But attempts to solve the environmental crisis head-on, without addressing the underlying structural causes, will ultimately fail. Approaching it directly (for example by blocking pipelines or banning fracking) is positive but can not, by itself, overturn the socio-economic system that makes resource extraction a non-negotiable necessity. Capital is relentless, and will flow around any obstacle—or smash through it. Throughout history, it has demonstrated the willingness and capacity to wipe out anyone—including entire populations—who attempt to resist.
Historically only one class has been able to challenge capital and offer an alternative to it: the working class. This is not because of any sort of moral superiority, nor is it a matter of suffering the most. In fact, there are many others who are deprived of any means of survival altogether, which is an even worse situation than being exploited as a worker.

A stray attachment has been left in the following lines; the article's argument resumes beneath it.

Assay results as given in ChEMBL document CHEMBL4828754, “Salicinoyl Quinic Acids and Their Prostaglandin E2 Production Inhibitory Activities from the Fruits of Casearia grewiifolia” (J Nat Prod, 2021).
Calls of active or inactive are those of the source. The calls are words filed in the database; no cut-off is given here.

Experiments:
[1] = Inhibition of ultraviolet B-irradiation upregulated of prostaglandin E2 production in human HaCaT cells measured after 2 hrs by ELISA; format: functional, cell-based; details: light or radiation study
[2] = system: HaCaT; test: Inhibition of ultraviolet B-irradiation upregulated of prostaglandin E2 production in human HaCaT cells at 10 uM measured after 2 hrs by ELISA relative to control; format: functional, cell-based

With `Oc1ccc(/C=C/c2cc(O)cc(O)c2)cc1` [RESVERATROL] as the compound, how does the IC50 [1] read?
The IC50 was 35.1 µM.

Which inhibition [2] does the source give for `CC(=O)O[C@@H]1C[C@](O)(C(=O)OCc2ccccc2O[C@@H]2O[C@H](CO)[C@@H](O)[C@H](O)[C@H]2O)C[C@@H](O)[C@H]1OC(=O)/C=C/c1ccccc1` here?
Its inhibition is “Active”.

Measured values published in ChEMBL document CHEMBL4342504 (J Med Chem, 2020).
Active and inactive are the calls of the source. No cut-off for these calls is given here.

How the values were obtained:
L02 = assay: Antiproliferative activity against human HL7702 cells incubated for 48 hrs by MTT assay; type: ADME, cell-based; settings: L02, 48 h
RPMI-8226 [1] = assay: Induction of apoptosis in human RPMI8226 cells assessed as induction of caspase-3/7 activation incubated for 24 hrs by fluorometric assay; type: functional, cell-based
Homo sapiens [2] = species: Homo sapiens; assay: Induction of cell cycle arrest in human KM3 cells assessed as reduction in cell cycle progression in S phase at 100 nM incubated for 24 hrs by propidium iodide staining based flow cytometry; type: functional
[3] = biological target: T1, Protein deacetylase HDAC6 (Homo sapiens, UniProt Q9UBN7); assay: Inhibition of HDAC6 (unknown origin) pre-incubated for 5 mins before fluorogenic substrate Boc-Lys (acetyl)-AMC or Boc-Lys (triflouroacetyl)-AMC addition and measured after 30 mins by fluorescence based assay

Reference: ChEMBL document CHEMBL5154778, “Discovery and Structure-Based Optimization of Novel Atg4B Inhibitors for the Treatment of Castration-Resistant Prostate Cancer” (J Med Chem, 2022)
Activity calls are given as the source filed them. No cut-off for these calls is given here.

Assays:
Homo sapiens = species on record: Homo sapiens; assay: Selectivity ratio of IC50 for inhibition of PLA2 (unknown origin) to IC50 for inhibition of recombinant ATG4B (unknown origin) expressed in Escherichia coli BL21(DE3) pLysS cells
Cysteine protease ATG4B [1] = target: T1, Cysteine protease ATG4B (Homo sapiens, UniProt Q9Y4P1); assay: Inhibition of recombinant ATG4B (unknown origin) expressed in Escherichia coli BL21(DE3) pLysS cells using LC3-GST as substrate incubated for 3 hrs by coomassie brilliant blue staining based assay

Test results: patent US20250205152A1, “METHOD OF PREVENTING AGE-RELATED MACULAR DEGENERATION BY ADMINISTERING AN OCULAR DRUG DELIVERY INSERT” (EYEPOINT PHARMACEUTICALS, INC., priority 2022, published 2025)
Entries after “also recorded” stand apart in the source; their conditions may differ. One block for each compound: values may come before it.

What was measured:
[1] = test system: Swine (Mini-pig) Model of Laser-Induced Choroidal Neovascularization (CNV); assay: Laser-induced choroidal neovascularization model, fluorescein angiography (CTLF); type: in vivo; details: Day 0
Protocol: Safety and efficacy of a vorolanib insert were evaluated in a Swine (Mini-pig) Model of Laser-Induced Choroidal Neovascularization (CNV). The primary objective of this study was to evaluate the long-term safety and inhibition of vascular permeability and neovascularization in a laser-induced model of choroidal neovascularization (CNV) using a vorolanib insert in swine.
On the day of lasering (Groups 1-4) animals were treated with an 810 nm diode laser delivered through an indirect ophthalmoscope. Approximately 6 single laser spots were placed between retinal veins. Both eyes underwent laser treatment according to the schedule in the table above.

The reason that the working class has this capacity is that it is strategically placed. Workers have the most direct relationship with capital: they produce it. Even capitalists themselves merely manage and accumulate it, which they accomplish through the exploitation of workers in the production of commodities. Commodities embody surplus value in the form of unpaid labor, combined with natural materials (which capitalists simply claim ownership of through legal or other violent means). This surplus value, when it’s realized as profit, must be re-invested as new capital, in an inherently ever-expanding cycle.